Baudrillard: Hyperreality

I made mention in a previous post to Baudrillard’s notion of hyperreality. A very boiled down version of this concept is the idea that as we are constantly outputting memory in the form of a signified history, at some point these histories will come to replace our actual memories. As Umberto Eco states it is ‘the authentic fake’. But what I would like to approach here is the idea that this is really relevant, in the ways Eco and Baudrillard speak of it, to the west, to the aggressors.

This can be seen as a sort of flip side to what Alloula describes in his text. Whereas he must sift through the history that France produced for him to find cultural memory, these post-structuralist suggests that we in the west will be unconsciously doing the same thing.

A U.K. University posted this some time ago, a review of Baudrillard’s now famous text:

“The Gulf War Did Not Take Place

The Gulf War was presented like some star wars video game, a simulation of a war. Jean Baudrillard, a French sociologist, wrote an essay that the Gulf War did not happen. Many critics miss the point and assume that he means that it did not literally happen. That was not his point. His real criticism was the way that the conflict was presented. The media was not allowed to really report the war.

Perhaps the American military learned from Vietnam. Vietnam was presented on television many times in an unedited manner to the American public. The American public turned against the war.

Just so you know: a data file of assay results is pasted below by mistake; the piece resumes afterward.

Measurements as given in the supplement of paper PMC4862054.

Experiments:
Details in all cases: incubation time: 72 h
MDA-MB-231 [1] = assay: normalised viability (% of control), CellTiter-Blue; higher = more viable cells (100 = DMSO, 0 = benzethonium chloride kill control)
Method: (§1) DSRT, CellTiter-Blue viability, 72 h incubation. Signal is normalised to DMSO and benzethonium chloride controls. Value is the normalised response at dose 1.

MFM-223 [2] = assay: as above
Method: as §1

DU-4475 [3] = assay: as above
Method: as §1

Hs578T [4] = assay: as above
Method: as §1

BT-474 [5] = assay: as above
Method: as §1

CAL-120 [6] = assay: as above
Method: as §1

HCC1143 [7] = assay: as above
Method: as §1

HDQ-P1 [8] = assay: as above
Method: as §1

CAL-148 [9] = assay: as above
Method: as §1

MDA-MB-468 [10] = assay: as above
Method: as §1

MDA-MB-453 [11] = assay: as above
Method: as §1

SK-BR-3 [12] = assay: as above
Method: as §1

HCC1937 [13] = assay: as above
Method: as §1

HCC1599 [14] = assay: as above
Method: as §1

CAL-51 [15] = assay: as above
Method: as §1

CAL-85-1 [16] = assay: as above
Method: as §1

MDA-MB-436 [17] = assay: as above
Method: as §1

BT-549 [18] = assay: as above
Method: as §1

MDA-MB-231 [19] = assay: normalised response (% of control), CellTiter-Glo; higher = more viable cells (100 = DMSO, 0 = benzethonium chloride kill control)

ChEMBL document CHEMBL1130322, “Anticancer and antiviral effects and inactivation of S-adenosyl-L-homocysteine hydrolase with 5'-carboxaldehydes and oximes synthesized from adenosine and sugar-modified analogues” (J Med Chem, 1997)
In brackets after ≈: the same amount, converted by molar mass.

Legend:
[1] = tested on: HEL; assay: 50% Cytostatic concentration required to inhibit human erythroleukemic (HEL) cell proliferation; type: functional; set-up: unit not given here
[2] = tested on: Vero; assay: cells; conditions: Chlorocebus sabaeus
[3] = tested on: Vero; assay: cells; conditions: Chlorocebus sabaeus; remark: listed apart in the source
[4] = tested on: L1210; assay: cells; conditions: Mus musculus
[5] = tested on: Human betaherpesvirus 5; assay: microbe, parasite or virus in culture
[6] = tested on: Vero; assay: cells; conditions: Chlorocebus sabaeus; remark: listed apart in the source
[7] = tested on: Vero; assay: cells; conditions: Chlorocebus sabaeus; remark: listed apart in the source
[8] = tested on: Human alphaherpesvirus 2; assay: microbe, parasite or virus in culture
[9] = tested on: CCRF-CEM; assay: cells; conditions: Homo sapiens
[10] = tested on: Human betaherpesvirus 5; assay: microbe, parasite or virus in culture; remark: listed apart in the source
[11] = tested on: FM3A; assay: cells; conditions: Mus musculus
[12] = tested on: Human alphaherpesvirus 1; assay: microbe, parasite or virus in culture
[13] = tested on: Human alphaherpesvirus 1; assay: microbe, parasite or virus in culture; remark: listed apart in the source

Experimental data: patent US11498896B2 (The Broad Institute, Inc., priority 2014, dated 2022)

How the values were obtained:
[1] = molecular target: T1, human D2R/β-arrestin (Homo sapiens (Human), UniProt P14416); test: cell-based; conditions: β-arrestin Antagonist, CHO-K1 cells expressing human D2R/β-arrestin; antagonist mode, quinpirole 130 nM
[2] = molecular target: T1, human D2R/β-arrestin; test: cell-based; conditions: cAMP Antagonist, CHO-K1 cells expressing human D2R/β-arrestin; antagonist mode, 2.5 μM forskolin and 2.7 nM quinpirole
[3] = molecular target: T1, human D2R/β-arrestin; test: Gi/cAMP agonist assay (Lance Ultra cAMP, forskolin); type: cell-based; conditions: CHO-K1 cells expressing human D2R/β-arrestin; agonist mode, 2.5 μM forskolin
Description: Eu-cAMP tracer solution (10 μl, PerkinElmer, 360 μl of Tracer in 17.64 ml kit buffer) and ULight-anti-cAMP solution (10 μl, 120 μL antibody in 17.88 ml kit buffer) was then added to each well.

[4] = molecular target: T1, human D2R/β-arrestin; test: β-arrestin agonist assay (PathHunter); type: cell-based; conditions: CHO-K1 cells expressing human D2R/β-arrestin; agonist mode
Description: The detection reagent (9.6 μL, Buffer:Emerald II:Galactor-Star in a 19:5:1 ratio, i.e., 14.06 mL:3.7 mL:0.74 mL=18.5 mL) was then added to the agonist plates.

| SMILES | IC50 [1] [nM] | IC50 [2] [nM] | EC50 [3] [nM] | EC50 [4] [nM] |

Thus to Baudrillard, never was there a true conflict during the Gulf War. America won before the first bullet was shot. The video presentation of the war only demonstrated the constructed nature of the war. War is hell and should never be edited. If it is allowed to be edited, the true lessons are lost. Baudrillard commented that even the idea of peace was a simulation. Saddam Hussein was allowed to stay in power.”

How does this connect to our current situation in Iraq? Well, I would argue that all wars since Vietnam are taking place, culturally, in the space of a historical/sociological complex, whereby bullets may kill an individual but the production of media-transmitted ideologies and histories can kill a nation, belief, or regime – whether true or not, they will be incorporated into belief soon enough.


~ by 1womanarmy on March 19, 2008.

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